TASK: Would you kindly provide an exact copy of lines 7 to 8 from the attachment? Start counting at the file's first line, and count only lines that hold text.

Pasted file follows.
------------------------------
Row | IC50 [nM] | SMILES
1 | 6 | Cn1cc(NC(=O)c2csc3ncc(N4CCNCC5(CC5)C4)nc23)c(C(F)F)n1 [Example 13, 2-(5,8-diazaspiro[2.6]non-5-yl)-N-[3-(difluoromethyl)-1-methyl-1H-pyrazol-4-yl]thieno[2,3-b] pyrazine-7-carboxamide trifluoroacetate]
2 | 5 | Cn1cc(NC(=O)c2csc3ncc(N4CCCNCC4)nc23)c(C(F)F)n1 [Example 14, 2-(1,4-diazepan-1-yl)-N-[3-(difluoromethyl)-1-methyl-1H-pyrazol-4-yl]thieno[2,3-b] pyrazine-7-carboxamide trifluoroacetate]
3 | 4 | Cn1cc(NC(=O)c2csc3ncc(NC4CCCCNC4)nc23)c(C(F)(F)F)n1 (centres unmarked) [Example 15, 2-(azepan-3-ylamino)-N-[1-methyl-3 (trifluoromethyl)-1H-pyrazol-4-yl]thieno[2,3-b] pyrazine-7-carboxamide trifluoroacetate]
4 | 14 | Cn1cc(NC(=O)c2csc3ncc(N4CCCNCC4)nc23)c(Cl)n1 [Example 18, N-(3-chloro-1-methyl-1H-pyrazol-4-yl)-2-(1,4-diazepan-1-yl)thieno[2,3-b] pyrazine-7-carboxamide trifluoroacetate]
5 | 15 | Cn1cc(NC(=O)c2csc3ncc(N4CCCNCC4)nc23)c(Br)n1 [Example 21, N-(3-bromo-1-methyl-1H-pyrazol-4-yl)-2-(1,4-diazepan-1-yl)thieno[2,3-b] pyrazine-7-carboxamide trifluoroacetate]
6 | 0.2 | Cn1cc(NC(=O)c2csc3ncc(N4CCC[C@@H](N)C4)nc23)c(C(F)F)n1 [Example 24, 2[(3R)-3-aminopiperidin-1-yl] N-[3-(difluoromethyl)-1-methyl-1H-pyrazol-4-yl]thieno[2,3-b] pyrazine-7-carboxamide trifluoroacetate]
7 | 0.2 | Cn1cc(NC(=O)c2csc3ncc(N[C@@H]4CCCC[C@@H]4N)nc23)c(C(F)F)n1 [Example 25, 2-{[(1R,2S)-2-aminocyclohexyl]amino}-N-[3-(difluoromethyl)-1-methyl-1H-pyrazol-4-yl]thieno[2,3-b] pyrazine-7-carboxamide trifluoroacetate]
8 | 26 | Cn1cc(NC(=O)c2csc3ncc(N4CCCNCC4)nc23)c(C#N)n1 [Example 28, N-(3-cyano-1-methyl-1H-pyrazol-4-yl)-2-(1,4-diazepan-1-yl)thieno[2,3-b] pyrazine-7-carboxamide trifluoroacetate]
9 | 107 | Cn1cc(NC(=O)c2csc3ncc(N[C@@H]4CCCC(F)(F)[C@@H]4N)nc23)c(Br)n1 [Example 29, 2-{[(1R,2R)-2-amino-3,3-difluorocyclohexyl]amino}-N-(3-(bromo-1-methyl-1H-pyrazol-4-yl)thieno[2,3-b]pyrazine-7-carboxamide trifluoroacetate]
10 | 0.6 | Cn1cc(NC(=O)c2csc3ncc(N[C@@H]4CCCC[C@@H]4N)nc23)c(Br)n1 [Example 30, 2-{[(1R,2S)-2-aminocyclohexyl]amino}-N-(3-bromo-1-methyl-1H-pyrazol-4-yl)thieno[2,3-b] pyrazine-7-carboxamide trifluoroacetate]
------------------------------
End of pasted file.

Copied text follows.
6 | 0.2 | Cn1cc(NC(=O)c2csc3ncc(N4CCC[C@@H](N)C4)nc23)c(C(F)F)n1 [Example 24, 2[(3R)-3-aminopiperidin-1-yl] N-[3-(difluoromethyl)-1-methyl-1H-pyrazol-4-yl]thieno[2,3-b] pyrazine-7-carboxamide trifluoroacetate]
7 | 0.2 | Cn1cc(NC(=O)c2csc3ncc(N[C@@H]4CCCC[C@@H]4N)nc23)c(C(F)F)n1 [Example 25, 2-{[(1R,2S)-2-aminocyclohexyl]amino}-N-[3-(difluoromethyl)-1-methyl-1H-pyrazol-4-yl]thieno[2,3-b] pyrazine-7-carboxamide trifluoroacetate]